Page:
Through a special arrangement, presented here for discussion is an excerpt of a current article from the Joel Rubinson on Marketing Research Consulting blog.
Google recently announced a partnership with comScore to better measure digital ad effects in real time.
According to USA Today, "The combination will let advertisers and publishers track online ads in near real time. ... The addition of vCE [Validated Campaign Essentials] will also help Google share more data with advertisers about what types of people see their ads and what their interests are."
What underlies this is yet another way of trying to disprove the belief that digital is not a brand-building medium. Frankly, I never quite understood the debate. Of course, we remember great commercials even from 40 years ago and can't recall a great display ad to save our lives. However, that does not equate to digital not being a branding medium.
First, a counter argument and then evidence.
The counter-argument: display advertising and paid search often leads to visiting a brand website or a shopping comparison/offers site. Certainly these sites contain brand messaging. Furthermore, if digital advertising leads to increased purchase, consumers are increasing experiences with brands via usage. Ultimately product usage, reinforced by packaging communications, is the most powerful form of creating brand meaning — consumers decide in their minds what the brand means to them.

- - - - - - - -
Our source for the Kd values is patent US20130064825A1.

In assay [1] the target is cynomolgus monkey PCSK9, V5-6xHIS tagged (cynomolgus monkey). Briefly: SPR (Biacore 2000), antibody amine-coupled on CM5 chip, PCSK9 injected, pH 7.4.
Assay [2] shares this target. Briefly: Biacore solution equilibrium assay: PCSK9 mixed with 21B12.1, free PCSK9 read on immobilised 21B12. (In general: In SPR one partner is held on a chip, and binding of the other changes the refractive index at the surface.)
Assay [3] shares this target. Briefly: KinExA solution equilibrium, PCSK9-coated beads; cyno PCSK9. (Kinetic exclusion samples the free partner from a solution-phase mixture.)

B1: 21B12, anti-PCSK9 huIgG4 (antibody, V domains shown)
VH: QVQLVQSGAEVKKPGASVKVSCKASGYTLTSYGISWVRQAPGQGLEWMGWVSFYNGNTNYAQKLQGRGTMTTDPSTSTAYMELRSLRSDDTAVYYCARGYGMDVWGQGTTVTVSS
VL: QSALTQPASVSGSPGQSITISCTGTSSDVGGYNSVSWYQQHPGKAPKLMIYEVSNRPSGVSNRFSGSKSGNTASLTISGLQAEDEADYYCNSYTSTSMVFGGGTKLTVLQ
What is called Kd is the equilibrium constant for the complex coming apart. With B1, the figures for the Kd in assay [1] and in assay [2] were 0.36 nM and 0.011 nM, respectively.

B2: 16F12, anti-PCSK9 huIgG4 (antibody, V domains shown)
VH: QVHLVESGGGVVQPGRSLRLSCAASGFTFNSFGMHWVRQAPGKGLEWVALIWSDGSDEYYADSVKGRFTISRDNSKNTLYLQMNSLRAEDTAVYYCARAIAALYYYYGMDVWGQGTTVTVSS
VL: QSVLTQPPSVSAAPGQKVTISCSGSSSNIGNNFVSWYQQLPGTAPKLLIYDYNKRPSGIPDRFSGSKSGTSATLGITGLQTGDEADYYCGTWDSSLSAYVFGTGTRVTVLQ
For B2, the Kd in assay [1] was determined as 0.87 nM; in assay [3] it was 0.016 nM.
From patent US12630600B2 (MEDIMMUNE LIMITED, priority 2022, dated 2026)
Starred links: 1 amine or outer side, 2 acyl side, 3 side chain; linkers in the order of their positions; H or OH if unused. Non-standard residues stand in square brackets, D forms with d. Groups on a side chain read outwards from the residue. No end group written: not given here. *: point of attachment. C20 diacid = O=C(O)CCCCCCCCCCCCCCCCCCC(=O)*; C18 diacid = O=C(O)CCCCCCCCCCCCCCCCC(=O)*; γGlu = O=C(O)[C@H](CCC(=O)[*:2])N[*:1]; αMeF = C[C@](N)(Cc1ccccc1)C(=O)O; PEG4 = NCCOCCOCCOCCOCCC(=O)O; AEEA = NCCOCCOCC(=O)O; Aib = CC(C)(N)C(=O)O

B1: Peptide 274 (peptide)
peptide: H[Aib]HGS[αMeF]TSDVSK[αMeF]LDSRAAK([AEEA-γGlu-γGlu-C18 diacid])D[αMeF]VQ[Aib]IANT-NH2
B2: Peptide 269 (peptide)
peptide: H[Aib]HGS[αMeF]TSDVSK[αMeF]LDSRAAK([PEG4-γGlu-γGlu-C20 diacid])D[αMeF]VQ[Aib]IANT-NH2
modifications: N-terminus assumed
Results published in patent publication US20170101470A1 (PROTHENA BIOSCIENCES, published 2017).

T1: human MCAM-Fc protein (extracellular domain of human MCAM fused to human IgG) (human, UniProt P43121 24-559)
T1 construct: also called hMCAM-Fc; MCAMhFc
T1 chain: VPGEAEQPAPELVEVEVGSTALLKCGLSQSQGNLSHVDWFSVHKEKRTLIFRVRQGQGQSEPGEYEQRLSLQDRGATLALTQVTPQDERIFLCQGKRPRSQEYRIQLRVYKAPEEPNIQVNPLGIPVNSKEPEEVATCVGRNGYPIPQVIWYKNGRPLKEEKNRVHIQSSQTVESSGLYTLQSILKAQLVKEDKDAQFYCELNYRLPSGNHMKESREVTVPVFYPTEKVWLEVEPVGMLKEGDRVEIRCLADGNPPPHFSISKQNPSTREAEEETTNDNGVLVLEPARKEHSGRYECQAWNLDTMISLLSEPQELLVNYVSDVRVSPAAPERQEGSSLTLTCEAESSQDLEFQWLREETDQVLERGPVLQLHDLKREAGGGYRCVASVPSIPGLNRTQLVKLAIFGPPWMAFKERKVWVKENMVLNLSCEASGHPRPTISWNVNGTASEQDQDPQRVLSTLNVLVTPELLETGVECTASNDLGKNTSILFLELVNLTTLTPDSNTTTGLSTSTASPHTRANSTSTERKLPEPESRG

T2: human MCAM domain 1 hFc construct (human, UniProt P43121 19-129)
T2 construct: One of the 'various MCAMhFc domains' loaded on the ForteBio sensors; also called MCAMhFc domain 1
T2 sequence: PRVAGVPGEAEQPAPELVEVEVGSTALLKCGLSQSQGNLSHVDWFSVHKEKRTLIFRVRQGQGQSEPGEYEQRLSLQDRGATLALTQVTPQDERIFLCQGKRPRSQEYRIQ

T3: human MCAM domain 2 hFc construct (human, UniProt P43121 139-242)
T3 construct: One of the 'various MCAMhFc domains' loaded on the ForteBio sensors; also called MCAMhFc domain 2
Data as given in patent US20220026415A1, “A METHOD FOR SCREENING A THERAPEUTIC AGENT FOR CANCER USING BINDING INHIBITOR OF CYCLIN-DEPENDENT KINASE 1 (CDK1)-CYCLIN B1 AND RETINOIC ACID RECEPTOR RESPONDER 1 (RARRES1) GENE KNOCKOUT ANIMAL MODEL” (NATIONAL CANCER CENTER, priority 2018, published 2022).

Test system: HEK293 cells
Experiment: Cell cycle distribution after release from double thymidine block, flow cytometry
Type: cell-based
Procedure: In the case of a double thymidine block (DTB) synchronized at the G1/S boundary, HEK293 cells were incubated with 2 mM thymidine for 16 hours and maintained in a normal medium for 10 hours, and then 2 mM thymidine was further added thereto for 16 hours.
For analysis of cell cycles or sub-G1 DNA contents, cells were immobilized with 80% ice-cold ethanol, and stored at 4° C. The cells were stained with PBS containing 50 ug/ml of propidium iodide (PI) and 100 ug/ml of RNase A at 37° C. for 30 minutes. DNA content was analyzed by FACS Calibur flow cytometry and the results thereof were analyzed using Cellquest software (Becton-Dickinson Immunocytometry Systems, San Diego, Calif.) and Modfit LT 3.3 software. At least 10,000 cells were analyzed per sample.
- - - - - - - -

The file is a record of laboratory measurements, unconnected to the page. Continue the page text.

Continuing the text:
For evidence, an AOL study I participated in with InsightsNow shows that half or more of internet users "digitally window shop" daily. Moreover, those who do are 40 percent more likely to know what brand they will buy before they shop vs. those who browse online less than once a month. That is quite a lift in the importance of brands at driving shopping outcomes, and it all comes from a digital, always-on lifestyle.
Why might this be? My inference is that users are absorbing tremendous brand knowledge even if browsing without a specific shopping purpose in mind and motivated by killing time, feeding curiosity, and finding it fun.
The marketing implications are clear. Users decide if, when, and how they will seek out information online. Brands need to be always available and prominent by showing up on the first page of search results for important key words and having a strong social media presence. Websites must offer compelling content that's relevant and aligned to the lifestyle attributes sought with the brand. Brands need to take advantage of precision targeting where it is now possible to predict if a given user is shopping and target a paid ad impression.
The 30-second TV commercial isn't unimportant, but without a strong digital presence, it will increasingly make the sound of one hand clapping.
What grade would you place on marketers' use of digital as a brand-building medium?